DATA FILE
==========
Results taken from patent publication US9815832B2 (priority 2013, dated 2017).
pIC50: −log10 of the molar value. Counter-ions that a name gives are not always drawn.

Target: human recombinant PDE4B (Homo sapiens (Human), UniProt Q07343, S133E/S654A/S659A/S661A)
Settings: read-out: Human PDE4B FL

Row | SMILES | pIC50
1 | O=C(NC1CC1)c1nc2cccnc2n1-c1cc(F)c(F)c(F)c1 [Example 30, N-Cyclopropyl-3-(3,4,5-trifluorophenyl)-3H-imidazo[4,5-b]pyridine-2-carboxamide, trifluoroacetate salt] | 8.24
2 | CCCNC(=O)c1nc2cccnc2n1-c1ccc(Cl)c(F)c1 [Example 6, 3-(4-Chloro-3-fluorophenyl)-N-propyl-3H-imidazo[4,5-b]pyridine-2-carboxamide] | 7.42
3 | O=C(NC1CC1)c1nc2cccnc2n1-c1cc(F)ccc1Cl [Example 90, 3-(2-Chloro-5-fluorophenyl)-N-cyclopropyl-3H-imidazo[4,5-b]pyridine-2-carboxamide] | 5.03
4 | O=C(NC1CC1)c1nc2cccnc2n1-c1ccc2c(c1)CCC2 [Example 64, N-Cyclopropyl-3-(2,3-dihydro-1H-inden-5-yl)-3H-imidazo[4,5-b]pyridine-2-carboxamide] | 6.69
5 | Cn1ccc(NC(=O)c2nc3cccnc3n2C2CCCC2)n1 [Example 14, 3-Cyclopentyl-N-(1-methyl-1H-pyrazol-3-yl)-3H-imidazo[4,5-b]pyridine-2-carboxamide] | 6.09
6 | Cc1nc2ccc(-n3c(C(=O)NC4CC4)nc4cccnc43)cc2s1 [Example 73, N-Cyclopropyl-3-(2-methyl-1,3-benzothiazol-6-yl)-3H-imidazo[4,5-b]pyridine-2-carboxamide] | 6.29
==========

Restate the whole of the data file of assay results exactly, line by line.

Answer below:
Results taken from patent publication US9815832B2 (priority 2013, dated 2017).
pIC50: −log10 of the molar value. Counter-ions that a name gives are not always drawn.

Target: human recombinant PDE4B (Homo sapiens (Human), UniProt Q07343, S133E/S654A/S659A/S661A)
Settings: read-out: Human PDE4B FL

Row | SMILES | pIC50
1 | O=C(NC1CC1)c1nc2cccnc2n1-c1cc(F)c(F)c(F)c1 [Example 30, N-Cyclopropyl-3-(3,4,5-trifluorophenyl)-3H-imidazo[4,5-b]pyridine-2-carboxamide, trifluoroacetate salt] | 8.24
2 | CCCNC(=O)c1nc2cccnc2n1-c1ccc(Cl)c(F)c1 [Example 6, 3-(4-Chloro-3-fluorophenyl)-N-propyl-3H-imidazo[4,5-b]pyridine-2-carboxamide] | 7.42
3 | O=C(NC1CC1)c1nc2cccnc2n1-c1cc(F)ccc1Cl [Example 90, 3-(2-Chloro-5-fluorophenyl)-N-cyclopropyl-3H-imidazo[4,5-b]pyridine-2-carboxamide] | 5.03
4 | O=C(NC1CC1)c1nc2cccnc2n1-c1ccc2c(c1)CCC2 [Example 64, N-Cyclopropyl-3-(2,3-dihydro-1H-inden-5-yl)-3H-imidazo[4,5-b]pyridine-2-carboxamide] | 6.69
5 | Cn1ccc(NC(=O)c2nc3cccnc3n2C2CCCC2)n1 [Example 14, 3-Cyclopentyl-N-(1-methyl-1H-pyrazol-3-yl)-3H-imidazo[4,5-b]pyridine-2-carboxamide] | 6.09
6 | Cc1nc2ccc(-n3c(C(=O)NC4CC4)nc4cccnc43)cc2s1 [Example 73, N-Cyclopropyl-3-(2-methyl-1,3-benzothiazol-6-yl)-3H-imidazo[4,5-b]pyridine-2-carboxamide] | 6.29